Sept. 15, 2005

Asteroid or miniplanet? Cornell astronomer finds Ceres appears to have shape and interior similar to terrestrial planets

Ceres with four other asteroids
NASA, ESA and A. Feild (STScI)
A Hubble Space Telescope image compares the longest dimension of Ceres with four other asteroids (Gaspra, Eros, Ida and Vesta) and Mars.

When is a space rock more than just a space rock? Ceres 1 was already holding the title of the solar system's largest asteroid.

Now new observations show the space rock may be more worthy of the appellation "miniplanet."

On Sept. 7 NASA released photographs of Ceres that show the rock is a smooth ellipsoid, or oblong sphere, with an average diameter of approximately 590 miles -- about the size of Texas. A scientific paper on the findings, by a group led by Peter C. Thomas, senior research associate at Cornell University's Center for Radiophysics and Space Research, appeared in the Sept. 9 issue of the journal Nature.

Co-author Joel Parker, an astronomer at the Southwest Research Institute in Boulder, Colo., used the Hubble Space Telescope's Advanced Camera for Surveys to snap 267 images of Ceres on Dec. 28, 2003, during a nine-hour period -- one Ceres "day."

Being ellipsoid and smooth is special for a rock. It indicates that the body is heavy enough to possess gravity strong enough to suck its own surface smooth -- a process called "gravitational relaxing." Because the process typically requires a mass of many trillions of tons, depending on the temperature, the average pebble is not going to be gravitationally relaxed; even most asteroids aren't.

By combining the new information on Ceres' roundness with previous independent measurements of its mass, Thomas and his colleagues inferred that Ceres must have a "differentiated interior" similar to the terrestrial planets. Although this possibility had been previously predicted, it was not widely accepted. "We used the best telescope available to apply a basic geophysical test of other people's predictions," Thomas said.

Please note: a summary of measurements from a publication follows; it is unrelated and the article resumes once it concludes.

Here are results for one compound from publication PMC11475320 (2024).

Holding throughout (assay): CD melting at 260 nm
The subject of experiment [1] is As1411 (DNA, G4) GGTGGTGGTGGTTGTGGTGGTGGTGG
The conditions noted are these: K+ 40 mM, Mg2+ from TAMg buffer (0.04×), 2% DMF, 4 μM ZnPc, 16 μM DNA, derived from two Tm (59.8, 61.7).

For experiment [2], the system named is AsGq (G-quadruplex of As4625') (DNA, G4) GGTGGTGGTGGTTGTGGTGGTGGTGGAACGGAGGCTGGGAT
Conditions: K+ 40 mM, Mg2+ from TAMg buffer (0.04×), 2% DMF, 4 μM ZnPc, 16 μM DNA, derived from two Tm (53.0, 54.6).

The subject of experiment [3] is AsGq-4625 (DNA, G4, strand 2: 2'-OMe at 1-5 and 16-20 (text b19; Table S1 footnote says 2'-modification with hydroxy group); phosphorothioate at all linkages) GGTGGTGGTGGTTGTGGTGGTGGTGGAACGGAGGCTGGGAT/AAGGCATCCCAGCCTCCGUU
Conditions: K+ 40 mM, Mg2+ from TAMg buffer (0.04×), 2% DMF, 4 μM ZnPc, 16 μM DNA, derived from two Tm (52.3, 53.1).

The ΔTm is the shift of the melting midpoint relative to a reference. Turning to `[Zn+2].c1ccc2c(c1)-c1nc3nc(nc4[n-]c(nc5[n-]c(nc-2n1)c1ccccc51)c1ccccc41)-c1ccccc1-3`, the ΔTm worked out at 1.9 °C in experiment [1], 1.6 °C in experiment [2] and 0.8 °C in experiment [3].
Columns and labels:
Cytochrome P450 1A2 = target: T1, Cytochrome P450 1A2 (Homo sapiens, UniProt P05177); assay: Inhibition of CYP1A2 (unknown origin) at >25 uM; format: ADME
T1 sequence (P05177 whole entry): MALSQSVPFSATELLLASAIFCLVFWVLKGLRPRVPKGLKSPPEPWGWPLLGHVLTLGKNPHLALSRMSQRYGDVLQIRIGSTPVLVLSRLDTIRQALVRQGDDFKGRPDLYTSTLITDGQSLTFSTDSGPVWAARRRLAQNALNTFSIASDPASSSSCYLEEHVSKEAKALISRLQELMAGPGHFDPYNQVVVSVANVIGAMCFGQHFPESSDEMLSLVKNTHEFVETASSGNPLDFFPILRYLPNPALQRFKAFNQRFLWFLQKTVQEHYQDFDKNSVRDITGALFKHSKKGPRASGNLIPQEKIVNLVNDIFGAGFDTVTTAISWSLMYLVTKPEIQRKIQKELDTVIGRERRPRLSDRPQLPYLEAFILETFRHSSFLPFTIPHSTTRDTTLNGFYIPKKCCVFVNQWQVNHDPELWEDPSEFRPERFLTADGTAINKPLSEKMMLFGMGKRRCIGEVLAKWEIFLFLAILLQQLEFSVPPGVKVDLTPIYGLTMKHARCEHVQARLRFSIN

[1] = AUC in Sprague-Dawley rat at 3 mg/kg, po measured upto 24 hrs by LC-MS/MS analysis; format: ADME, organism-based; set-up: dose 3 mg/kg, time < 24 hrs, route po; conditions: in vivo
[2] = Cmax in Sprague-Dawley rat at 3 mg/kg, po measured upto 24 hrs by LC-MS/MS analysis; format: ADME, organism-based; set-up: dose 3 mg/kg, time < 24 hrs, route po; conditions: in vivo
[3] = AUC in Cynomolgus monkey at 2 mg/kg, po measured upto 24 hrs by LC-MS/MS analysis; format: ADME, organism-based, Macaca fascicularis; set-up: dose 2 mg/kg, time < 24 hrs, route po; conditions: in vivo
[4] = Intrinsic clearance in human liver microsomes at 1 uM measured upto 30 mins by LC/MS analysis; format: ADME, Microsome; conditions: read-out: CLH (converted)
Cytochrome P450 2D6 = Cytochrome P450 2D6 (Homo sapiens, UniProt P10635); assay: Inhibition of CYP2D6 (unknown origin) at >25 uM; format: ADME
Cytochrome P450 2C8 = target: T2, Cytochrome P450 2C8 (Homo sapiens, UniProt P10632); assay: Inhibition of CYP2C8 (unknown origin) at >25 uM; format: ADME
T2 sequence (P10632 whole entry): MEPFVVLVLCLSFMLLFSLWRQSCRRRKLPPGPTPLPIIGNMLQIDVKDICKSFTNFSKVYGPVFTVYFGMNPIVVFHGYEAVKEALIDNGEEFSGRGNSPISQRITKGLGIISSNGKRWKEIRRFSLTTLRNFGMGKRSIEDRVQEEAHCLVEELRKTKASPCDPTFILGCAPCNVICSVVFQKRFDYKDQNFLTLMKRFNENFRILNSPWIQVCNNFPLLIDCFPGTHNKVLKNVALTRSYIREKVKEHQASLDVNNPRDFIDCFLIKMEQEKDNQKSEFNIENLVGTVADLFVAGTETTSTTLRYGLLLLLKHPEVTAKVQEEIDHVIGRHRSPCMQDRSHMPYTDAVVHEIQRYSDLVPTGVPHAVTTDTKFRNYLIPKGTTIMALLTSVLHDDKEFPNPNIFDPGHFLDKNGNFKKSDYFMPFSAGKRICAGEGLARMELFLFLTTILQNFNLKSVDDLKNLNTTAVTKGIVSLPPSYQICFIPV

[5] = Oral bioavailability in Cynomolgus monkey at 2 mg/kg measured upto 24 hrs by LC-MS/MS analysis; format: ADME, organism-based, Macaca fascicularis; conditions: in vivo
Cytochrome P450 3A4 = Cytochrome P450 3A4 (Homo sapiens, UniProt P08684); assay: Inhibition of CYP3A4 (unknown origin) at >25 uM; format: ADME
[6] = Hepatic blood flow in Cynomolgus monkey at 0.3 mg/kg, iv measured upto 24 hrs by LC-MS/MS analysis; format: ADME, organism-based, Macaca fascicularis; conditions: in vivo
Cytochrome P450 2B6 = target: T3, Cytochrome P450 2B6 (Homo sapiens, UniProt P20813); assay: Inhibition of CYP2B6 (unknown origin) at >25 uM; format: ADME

Based on their own models and observations, Thomas and his colleagues believe Ceres contains a rocky silicate core and icy mantel covered by a crust of carbon-rich compounds and clays. Furthermore, they predict that the icy mantel may contain more frozen water than all of the fresh water on Earth.

Whenever water is mentioned, people ask about life. But Thomas says the possibility is "very remote," noting that even if the interior of Ceres were warm enough for some of the water to liquefy, Ceres probably lacked a sufficient energy source for life to develop.

Ceres was discovered in 1801 by Sicilian astronomer Giuseppe Piazzi and declared to be the "missing planet" predicted between Mars and Jupiter. However, the title was revoked in 1802 when Ceres was found to be a member of the hundreds of thousands of other rocks and debris of the Asteroid Belt.

Since the discovery of 2003 UB313 -- which some have hailed as the tenth planet -- in July, some astronomers (and many non-astronomers) have begun to question whether objects such as Ceres should also be enshrined as planets.

Thomas professes a lack of concern about Ceres' place in the solar system. "There are plenty of other interesting things and processes in Ceres to contemplate rather than whether or not it should be called a planet," he said. But for those who prefer a more definitive answer, Thomas offers: "You can call Ceres a 'minor planet' or 'miniplanet' if you'd like, but I would not call it a 'full-fledged planet.'"

The other authors of the Nature paper are L.A. McFadden of the University of Maryland, S.A. Stern and E.F. Young of the Southwest Research Institute, C.T. Russell of the University of California-Los Angeles and M.V. Sykes of the Planetary Science Institute, Tuscon, Ariz. Funding for the project was provided by NASA through the Space Telescope Science Institute.

Thomas Oberst is a writing intern at the Cornell News Service.